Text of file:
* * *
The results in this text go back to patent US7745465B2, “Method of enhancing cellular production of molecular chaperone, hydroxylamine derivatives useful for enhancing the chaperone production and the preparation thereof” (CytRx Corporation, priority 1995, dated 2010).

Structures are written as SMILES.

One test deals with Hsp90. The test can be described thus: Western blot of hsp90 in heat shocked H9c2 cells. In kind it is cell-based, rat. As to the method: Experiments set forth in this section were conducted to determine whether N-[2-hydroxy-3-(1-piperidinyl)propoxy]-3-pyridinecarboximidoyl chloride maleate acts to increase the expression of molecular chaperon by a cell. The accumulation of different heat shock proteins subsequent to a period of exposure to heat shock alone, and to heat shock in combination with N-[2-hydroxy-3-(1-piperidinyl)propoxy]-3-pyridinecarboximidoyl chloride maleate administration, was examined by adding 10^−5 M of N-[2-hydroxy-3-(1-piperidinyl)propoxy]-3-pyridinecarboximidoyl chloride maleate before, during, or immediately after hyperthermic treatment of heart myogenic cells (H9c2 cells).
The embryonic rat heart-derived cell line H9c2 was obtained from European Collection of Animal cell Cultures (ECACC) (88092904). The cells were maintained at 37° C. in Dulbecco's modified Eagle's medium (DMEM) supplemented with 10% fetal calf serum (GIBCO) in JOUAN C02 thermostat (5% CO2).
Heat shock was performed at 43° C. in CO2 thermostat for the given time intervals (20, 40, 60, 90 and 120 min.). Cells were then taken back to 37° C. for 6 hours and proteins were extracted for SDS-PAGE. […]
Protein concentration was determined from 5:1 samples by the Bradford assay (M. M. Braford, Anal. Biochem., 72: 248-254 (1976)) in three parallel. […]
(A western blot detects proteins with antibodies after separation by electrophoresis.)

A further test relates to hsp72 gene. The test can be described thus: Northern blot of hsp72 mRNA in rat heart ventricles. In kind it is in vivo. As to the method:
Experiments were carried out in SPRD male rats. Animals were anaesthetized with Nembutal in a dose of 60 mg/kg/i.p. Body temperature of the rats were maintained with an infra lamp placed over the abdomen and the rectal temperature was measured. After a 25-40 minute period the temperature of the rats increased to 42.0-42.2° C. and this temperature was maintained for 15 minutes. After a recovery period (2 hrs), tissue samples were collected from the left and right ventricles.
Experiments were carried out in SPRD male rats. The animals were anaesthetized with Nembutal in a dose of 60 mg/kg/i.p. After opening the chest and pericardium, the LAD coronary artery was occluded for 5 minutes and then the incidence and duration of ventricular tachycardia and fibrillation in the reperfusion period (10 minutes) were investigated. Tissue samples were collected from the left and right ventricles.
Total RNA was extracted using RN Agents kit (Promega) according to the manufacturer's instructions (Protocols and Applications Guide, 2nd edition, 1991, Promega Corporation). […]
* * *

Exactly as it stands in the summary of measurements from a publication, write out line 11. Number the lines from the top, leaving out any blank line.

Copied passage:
Total RNA was extracted using RN Agents kit (Promega) according to the manufacturer's instructions (Protocols and Applications Guide, 2nd edition, 1991, Promega Corporation). […]